Blood in the stool can be frightening, whether you discover it while wiping after a bowel movement or from a test ordered by your health care provider. While blood in stool can signal a serious problem, it doesn't always. Here's what you need to know about the possible causes of bloody stools and what you -- and your doctor -- should do if you discover a problem.
Causes of Blood in Stool
Blood in stool means there is bleeding somewhere in your digestive tract. Sometimes the amount of blood is so small that it can only be detected by a fecal occult test (which checks for hidden blood in the stool). At other times it may visible on toilet tissue or in the toilet after a bowel movement as bright red blood. Bleeding that happens higher up in the digestive tract may make stool appear black and tarry.
Possible causes of blood in stool include:
Diverticular disease. Diverticula are small pouches that project from the colon wall. Usually diverticula don't cause problems, but sometimes they can bleed or become infected.
Anal fissure. A small cut or tear in the tissue lining the anus similar to the cracks that occur in chapped lips or a paper cut. Fissures are often caused by passing a large, hard stool and can be painful.
Angiodysplasia. A condition in which fragile, abnormal blood vessels lead to bleeding.
Peptic ulcers. An open sore in the lining of the stomach or duodenum, the upper end of the small intestine. Many peptic ulcers are caused by infection with a bacterium called Helicobacter pylori (H. pylori). Long-term use or high doses of anti-inflammatory drugs such as aspirin, ibuprofen, and naproxen can also cause ulcers.
Polyps or cancer. Polyps are benign growths that can grow, bleed, and could become cancerous. Colorectal cancer is the fourth most common cancer in the U.S. It often causes bleeding that is not noticeable with the naked eye.
Blood in Stool Diagnosis
It is important to have a doctor evaluate any bleeding in the stool. Any details you can give about the bleeding will help your doctor locate the site of bleeding. For example, a black, tarry stool is likely an ulcer or other problem in the upper part of the digestive tract. Bright red blood or maroon-colored stools usually indicate a problem in the lower part of the digestive tract such as hemorrhoids or diverticulitis.
Nasogastric lavage. A test that may tell your doctor whether bleeding is in the upper or lower digestive tract. The procedure involves removing the contents of the stomach through a tube inserted into the stomach through the nose. If the stomach does not contain evidence of blood, the bleeding may have stopped or is more likely in the lower digestive tract.
Esophagogastroduodenoscopy (EGD). A procedure that involves inserting an endoscope, or flexible tube with a small camera on the end, through the mouth and down the esophagus to the stomach and duodenum. The doctor can use this to look for the source of bleeding. Endoscopy can also be used to collect small tissue samples for examination under a microscope (biopsy).
Enteroscopy. A procedure similar to EGD and colonoscopy used to examine the small intestine. In some cases this involves swallowing a capsule with a tiny camera inside that transmits images to a video monitor as it passes through the digestive tract.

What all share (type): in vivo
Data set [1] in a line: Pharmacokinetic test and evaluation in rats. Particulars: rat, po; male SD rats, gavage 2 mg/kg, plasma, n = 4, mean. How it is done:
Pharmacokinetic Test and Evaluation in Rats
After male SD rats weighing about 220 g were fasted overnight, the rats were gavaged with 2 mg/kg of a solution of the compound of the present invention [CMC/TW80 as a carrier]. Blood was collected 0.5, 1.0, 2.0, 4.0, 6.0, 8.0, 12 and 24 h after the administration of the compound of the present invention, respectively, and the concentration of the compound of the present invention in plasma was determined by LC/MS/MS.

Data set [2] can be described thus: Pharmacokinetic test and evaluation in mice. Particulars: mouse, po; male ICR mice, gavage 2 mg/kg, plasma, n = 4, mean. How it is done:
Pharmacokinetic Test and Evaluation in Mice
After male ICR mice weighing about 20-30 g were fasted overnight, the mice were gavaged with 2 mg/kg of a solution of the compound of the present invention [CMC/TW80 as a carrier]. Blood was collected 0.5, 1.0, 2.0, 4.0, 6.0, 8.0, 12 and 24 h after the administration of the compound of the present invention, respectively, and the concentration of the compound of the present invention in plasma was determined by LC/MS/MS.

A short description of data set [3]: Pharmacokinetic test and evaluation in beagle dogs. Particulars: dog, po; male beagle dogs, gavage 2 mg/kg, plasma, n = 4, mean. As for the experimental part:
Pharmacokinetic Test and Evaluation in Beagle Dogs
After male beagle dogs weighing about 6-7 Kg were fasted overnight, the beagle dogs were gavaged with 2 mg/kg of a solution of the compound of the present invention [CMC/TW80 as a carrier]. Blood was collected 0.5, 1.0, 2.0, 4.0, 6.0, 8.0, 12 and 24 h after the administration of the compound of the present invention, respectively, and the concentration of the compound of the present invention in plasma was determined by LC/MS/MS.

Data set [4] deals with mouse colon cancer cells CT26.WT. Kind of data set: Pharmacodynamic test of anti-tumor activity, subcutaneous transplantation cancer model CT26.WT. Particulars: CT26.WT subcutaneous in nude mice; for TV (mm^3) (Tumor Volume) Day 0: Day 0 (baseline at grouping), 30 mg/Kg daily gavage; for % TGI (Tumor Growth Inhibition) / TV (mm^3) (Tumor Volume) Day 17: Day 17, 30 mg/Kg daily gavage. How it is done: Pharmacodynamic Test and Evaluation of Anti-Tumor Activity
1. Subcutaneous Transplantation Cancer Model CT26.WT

Barium X-ray. A procedure that uses a contrast material called barium to make the digestive tract show up on an X-ray. The barium may either be swallowed or inserted into the rectum.
Radionuclide scanning. A procedure that involves injecting small amounts of radioactive material into a vein and then using a special camera to see images of blood flow in the digestive tract to detect where bleeding is happening.
Angiography. A procedure that involves injecting a special dye into a vein that makes blood vessels visible on an X-ray or computerized tomography (CT) scan. The procedure detects bleeding as dye leaks out of blood vessels at the bleeding site.
Laparotomy. A surgical procedure in which the doctor opens and examines the abdomen. This may be necessary if other tests fail to find the cause of bleeding.
A person with blood in the stool may be unaware of bleeding and might have reported no symptoms. On the other hand, they may also have abdominal pain, vomiting, weakness, difficulty breathing, diarrhea, palpitations, fainting, and weight loss depending on the cause, location, length, and severity of the bleeding.
Blood in Stool Treatments
A doctor may use one of several techniques to stop acute bleeding. Often endoscopy is used to inject chemicals into the site of bleeding, treat the bleeding site with an electric current or laser, or apply a band or clip to close the bleeding vessel. If endoscopy does not control bleeding, the doctor may use angiography to inject medicine into the blood vessels to control bleeding.
Beyond stopping the immediate bleeding, if necessary, treatment involves addressing the cause of bleeding to keep it from returning. Treatment varies depending on the cause and may include medications such as antibiotics to treat H. pylori, ones to suppress acid in the stomach, or anti-inflammatory drugs to treat colitis. Surgery may be needed to remove polyps or the parts of the colon damaged by cancer, diverticulitis, or inflammatory bowel disease.
Depending on the cause, however, treatment may involve simple things you can do on your own. These including eating a high-fiber diet to relieve constipation that can cause and aggravate hemorrhoids and anal fissures, and taking a Sitz bath, which means sitting in warm water to relieve fissures and hemorrhoids.
Your doctor will prescribe or recommend treatment based on the diagnosis.